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Darmok, its meaning obscure

One of the most famous episodes of Star Trek is "Darmok" (TNG). The Enterprise attempts to make contact with the Tamarians. The trouble is that the Universal Translator doesn't work. Or rather it does, but instead of producing results like "We breathe oxygen" or "don't shoot" it produces phrases with proper nouns such as "Rai and Jiri at Lungha". The Tamarians suddenly beam Picard to the surface of a planet, along with their own captain Dathon, apparently because "Darmok and Jalad at Tanagra". Eventually it turns out that their language consists entirely of imagery, more specifically references to stories. (In this case, the reference was a story in which Darmok and Jalad had to confront a threat together at Tanagra, thus coming to understanding: similarly Picard and the Tamarian will have to confront a threat together in order to communicate.)

The episode is justly famous for raising in a story form some fascinating issues about the nature of language. But what people get out of it varies. You could use it as a sort of litmus test—are you bothered by the logical problems? Many are, others are not.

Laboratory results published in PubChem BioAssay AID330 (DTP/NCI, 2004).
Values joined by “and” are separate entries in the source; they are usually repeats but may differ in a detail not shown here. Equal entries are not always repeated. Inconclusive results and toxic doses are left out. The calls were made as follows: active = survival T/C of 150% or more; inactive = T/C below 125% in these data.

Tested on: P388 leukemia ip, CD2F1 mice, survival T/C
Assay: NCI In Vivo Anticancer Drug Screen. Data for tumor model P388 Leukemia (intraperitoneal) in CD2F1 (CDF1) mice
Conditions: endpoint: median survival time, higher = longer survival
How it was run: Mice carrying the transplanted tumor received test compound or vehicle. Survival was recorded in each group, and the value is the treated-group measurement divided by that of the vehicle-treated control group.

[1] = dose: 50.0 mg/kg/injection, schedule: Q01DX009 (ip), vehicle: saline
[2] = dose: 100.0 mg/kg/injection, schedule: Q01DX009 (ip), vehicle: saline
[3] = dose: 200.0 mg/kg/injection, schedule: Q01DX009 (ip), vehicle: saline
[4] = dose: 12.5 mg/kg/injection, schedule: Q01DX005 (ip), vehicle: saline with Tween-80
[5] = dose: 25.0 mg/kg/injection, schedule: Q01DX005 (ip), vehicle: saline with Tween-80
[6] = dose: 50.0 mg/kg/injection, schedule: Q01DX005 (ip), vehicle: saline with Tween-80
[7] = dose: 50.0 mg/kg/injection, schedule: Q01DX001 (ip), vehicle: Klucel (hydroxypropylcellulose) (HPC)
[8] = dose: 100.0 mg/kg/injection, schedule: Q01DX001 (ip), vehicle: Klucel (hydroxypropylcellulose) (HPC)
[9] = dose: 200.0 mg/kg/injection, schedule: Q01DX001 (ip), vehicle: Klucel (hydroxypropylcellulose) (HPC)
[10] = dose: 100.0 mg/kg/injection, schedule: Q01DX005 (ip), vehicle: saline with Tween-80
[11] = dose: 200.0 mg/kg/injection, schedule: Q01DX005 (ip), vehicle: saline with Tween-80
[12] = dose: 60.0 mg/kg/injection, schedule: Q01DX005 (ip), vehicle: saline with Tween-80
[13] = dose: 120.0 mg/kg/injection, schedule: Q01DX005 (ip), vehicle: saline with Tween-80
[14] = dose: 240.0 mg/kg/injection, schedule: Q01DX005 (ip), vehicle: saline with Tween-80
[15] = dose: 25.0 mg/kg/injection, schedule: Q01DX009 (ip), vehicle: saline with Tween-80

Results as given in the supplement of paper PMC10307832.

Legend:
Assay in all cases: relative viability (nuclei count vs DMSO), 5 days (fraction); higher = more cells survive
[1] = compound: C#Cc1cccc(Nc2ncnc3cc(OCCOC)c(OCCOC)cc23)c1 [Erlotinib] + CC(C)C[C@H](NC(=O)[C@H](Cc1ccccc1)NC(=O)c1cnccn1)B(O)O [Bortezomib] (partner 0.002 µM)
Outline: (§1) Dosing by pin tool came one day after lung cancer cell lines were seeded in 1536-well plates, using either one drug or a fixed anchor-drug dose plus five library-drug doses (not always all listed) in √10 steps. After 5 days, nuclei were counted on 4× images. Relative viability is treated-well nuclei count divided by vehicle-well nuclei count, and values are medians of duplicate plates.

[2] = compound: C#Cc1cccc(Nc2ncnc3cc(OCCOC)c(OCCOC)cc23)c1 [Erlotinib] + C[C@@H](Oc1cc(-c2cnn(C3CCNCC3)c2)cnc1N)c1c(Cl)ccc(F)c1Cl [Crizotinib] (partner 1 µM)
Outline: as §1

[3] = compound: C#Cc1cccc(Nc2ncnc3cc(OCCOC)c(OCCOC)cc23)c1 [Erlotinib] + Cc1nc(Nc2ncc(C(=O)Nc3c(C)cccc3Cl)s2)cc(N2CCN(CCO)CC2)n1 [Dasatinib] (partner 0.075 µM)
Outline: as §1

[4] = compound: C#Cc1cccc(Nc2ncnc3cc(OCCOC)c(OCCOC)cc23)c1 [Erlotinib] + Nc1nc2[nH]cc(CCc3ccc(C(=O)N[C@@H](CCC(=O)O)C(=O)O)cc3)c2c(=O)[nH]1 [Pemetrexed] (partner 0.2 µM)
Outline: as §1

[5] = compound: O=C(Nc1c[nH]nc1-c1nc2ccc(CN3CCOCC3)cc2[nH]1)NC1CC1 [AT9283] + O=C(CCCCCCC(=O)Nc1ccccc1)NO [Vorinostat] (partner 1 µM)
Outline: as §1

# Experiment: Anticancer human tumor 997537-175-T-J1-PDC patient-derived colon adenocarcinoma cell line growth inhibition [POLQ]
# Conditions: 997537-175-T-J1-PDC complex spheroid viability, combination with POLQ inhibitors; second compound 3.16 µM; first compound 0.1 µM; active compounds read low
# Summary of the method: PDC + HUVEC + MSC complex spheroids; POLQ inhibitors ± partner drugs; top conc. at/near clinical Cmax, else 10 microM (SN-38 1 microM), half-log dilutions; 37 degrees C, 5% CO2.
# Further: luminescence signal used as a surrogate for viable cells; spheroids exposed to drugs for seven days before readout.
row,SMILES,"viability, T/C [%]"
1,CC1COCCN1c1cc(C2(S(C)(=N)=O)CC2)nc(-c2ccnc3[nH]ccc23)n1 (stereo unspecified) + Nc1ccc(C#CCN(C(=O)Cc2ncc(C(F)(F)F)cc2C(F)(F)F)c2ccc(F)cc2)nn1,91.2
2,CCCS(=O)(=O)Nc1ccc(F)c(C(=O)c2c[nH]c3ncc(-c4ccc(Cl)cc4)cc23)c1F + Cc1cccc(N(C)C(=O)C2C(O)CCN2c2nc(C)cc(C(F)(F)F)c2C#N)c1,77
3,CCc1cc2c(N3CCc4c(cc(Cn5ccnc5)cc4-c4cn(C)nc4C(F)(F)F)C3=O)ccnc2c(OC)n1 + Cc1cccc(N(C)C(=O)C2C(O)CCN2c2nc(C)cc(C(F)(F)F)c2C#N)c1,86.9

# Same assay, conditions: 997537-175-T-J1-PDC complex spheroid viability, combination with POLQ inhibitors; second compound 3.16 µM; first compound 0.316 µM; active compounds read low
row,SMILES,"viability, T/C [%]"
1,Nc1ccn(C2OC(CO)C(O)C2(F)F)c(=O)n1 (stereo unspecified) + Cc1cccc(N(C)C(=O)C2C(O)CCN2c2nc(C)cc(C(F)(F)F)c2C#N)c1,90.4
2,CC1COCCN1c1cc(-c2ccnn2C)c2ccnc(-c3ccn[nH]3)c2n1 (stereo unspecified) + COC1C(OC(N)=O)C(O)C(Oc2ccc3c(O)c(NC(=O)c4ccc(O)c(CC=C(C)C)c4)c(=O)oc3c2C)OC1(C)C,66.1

"Darmok" is itself a story, and its meanings are in that form. However, let's first look at the more literal significance.

Data comments that since the Tamarians' statements are all allusions to stories, "It is necessary for us to learn the narrative from which the Tamarians drawing their imagery." This seems to block progress. However, it is possible. The Tamarian captain does in fact relate the story to Picard, sort of: "Tanagra on the ocean. Darmok at Tanagra. ... Jalad on the ocean. Jalad at Tanagra.... The beast at Tanagra."